The Shakespeare Conference: SHK 13.1338 Saturday, 18 May 2002
Date: Thursday, 16 May 2002 06:28:05 +1000 (EST)
Subject: 13.1325 Re: Accents
Comment: RE: SHK 13.1325 Re: Accents
> I do wonder quite what we are trying to prove in this thread. To take
> one example that has been offered as some sort of test case:
> > > Disconsolate friends of Bill and Elaine
> > > w s w s w s w s w s
> This is not an 'iambic pentameter' because it is unambiguously a
> four-beat line, and its dominant pattern is X// (or 'dactylic' if you
> It's not 'unmetrical'; or at least it's only 'unmetrical' in a context
> of expectation where it is either assumed that ten syllables 'ought' to
> be iambic pentameter, or where it is surrounded by lines that are
> five-beat lines with a norm of alternating stress and unstress. It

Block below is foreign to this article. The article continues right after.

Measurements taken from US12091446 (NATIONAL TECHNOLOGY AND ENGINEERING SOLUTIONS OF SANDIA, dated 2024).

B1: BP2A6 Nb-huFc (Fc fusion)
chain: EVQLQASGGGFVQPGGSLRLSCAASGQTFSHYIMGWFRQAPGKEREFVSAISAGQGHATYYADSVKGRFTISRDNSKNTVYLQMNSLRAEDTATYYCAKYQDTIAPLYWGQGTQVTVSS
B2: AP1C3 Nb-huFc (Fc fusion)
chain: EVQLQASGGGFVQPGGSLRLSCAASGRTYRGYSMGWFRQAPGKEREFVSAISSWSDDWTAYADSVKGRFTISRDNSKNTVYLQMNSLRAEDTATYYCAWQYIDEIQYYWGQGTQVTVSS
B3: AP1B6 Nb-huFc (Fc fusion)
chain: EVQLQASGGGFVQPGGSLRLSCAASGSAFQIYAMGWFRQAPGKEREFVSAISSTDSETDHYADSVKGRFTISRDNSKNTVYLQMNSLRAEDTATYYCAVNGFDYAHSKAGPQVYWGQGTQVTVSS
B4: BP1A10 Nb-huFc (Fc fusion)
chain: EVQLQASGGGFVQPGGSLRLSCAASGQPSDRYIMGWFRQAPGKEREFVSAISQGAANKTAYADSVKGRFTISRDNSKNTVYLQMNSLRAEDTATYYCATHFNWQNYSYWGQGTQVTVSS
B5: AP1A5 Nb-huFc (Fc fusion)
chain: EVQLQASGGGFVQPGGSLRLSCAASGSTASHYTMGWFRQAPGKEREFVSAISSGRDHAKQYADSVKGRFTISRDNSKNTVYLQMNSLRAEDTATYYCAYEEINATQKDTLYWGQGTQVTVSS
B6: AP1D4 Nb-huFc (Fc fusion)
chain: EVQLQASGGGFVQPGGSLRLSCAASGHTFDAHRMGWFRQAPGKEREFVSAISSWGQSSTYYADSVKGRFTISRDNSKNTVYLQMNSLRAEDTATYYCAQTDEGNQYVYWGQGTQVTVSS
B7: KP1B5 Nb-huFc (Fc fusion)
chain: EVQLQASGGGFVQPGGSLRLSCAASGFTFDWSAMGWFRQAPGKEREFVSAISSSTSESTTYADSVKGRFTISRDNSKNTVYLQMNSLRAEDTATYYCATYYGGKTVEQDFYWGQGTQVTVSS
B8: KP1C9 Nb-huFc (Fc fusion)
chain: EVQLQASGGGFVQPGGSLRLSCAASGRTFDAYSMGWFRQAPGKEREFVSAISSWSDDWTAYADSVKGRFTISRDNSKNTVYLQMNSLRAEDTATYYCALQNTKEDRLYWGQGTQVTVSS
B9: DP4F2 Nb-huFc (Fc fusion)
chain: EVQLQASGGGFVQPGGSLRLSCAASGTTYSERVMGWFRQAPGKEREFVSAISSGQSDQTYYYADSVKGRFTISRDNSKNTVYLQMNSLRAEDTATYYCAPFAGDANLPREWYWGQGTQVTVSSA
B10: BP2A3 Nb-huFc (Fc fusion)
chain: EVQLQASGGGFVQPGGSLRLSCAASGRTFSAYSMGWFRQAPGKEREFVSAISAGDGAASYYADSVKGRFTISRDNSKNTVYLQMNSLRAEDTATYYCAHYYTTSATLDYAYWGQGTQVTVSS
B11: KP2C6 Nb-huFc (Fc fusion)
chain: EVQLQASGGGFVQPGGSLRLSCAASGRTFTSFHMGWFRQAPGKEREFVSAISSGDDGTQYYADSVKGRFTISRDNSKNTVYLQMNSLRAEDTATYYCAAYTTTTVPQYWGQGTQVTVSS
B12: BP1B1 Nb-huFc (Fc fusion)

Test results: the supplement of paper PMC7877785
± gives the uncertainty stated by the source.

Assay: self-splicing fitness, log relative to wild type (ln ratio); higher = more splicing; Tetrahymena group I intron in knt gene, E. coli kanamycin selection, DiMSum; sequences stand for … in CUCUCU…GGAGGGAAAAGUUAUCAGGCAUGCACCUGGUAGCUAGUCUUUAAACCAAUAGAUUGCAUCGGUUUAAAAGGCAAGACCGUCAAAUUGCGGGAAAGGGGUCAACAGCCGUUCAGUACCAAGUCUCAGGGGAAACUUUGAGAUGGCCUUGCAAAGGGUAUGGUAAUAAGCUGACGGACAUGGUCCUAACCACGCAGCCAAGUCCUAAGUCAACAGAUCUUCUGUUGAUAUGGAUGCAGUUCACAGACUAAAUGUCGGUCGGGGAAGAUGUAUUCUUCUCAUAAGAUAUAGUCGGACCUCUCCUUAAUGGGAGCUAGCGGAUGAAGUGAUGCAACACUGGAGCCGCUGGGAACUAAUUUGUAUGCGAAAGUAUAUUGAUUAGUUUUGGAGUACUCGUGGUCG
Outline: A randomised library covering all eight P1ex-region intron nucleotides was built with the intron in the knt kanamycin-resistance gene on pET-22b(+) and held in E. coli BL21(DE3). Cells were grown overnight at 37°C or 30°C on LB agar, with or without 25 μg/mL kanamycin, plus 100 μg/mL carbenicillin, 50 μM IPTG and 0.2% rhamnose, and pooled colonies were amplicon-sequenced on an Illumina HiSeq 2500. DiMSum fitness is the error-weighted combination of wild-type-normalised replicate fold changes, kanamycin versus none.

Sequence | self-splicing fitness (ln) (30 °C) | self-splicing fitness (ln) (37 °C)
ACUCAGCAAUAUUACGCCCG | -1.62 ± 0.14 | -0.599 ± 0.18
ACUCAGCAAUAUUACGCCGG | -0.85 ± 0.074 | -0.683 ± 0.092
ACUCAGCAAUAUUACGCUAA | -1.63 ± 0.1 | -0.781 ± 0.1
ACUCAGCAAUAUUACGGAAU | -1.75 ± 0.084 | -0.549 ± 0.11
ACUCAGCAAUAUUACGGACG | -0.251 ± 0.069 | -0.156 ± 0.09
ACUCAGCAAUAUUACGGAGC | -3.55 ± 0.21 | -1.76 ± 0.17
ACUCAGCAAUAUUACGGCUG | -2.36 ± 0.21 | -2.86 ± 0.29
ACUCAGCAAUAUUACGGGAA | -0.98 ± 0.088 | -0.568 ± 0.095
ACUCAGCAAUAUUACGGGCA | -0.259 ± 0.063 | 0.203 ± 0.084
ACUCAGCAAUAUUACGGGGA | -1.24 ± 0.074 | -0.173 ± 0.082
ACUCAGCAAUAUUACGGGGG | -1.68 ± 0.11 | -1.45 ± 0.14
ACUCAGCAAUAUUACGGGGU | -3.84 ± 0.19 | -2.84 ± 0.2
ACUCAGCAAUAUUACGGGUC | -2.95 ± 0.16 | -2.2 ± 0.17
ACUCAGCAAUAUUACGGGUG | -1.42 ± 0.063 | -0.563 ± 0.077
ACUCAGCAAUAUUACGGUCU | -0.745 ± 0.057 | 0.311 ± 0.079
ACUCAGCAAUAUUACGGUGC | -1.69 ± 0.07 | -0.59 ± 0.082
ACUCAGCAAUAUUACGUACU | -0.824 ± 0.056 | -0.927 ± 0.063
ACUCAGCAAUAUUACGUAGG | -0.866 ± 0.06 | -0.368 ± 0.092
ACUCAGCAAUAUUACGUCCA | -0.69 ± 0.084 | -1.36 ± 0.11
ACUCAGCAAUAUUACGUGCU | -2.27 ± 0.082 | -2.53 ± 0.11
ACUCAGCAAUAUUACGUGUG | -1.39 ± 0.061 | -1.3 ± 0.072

> would be easy to imagine it as a perfectly 'metrical' line in another
> Professor David Lindley
> Head, School of English
Sorry, I must have been unclear. I'm using "unmetrical" in a relative
and perhaps technical sense, not in some absolute sense. Given that we
were talking about i.p., I used it to mean "ruled out as a possible i.p.
because of its prosodic structure", a judgment you appear to agree with.
A classicist from Adelaide once complained that the motto of my
university, "ancora imparo", was "ungrammatical", meaning "ungrammatical
Latin"; he was right, of course, but he overlooked the fact that it was
perfectly grammatical Italian ("I'm still learning"). I shall try to
dot mu "i"s and cross my "t"s in future.
Dr Peter Groves
Left Big Toe, Department of English
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